The Future of PA Is Text-to-Speech
Public address has been in use since the time of Ancient Greece in the form of megaphones. Modern PA and paging systems were invented in 1910 by the Automatic Electric Company in the form of a loudspeaker. Since then, they’ve been a central component of communications systems. They’re used to make announcements in schools, to amplify performances during concerts, and much more. They’re also an integral part of emergency communications systems. In some cases, paging is the emergency communication system.
Because of its prevalence in emergency communications, it’s important to take advantage of the latest advances in technology to ensure that paging messages are as understandable and intelligible as possible.
The Introduction of Text-to-Speech
People have been attempting to build machines to replicate the human voice for centuries. If legends are to be believed, the earliest of these was as long ago as 1000 CE. Between 1779 and 1950, many succeeded in building bellows-operated replicas of human mouth and vocal cords that could actually reproduce both vowel and consonants. It wasn’t until 1950, however, that computers were first used to try to synthesize speech. 1968 saw the very first English-language text-to-speech engine created in Japan. Early on, however, text-to-speech technically worked but was so difficult to understand that it wasn’t a practical option for communication.
But what has text-to-speech got to do with public address?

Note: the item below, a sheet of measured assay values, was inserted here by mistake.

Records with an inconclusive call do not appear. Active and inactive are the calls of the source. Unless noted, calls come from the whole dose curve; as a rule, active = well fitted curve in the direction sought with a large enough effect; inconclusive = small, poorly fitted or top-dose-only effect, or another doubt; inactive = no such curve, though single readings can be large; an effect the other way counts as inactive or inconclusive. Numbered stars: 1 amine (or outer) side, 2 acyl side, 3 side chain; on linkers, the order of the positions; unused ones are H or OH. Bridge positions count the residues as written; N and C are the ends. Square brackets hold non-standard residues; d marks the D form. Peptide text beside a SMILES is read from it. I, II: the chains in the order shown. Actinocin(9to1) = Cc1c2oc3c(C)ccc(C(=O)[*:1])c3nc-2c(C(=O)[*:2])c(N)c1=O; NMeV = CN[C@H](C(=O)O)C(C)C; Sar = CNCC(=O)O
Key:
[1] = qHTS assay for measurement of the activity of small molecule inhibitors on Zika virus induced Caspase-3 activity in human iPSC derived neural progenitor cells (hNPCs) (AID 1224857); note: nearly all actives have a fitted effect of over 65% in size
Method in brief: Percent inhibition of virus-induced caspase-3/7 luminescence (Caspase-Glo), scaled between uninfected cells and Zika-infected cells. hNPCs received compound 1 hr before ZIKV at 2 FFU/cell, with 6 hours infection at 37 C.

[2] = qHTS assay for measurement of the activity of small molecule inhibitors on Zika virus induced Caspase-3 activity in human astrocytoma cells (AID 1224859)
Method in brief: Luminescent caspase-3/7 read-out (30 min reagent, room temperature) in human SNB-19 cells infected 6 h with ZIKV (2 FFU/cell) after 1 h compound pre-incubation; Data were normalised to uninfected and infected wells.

Text-to-Speech and Public Address
In an emergency situation, public address can be useful for reaching large numbers of people at once within the same location or building. However, someone has to use the paging system and make the announcement. This person may be panicked, making their message difficult to understand. In addition, that person may need to evacuate, depending on the nature of the emergency, and therefore would not be able to stay to continue to deliver potentially life-saving information. This is where text-to-speech comes in.
With an emergency communication system like MessageNet, messages can be created and saved ahead of time that address any emergency or contingency that you can think of. These messages can go to any devices connected to the MessageNet system, including public address and paging systems. The message is delivered via text-to-speech to audio devices so that the message says exactly what it’s supposed to and provides all of the information necessary to listeners so that they can take appropriate actions. The message can repeat as many times as desired, including continuously for the duration the message is active. No one has to stay behind and no one has to try to give a detailed message in an emergency situation.
Improved Emergency Messaging
The only thing anyone would need to do is to start the message running in the first place, which can be done with a few clicks from either a computer or a mobile device. Everyone knows ahead of time that any emergency messages that go provide exactly the information needed, no second attempts needed because someone was making an announcement in a stressful situation. Text-to-speech often sounds more official to many, so listeners may be more likely to immediately obey instructions. On top of that, pre-saved text-to-speech messages can be launched more quickly and eliminate potential mistakes from human error.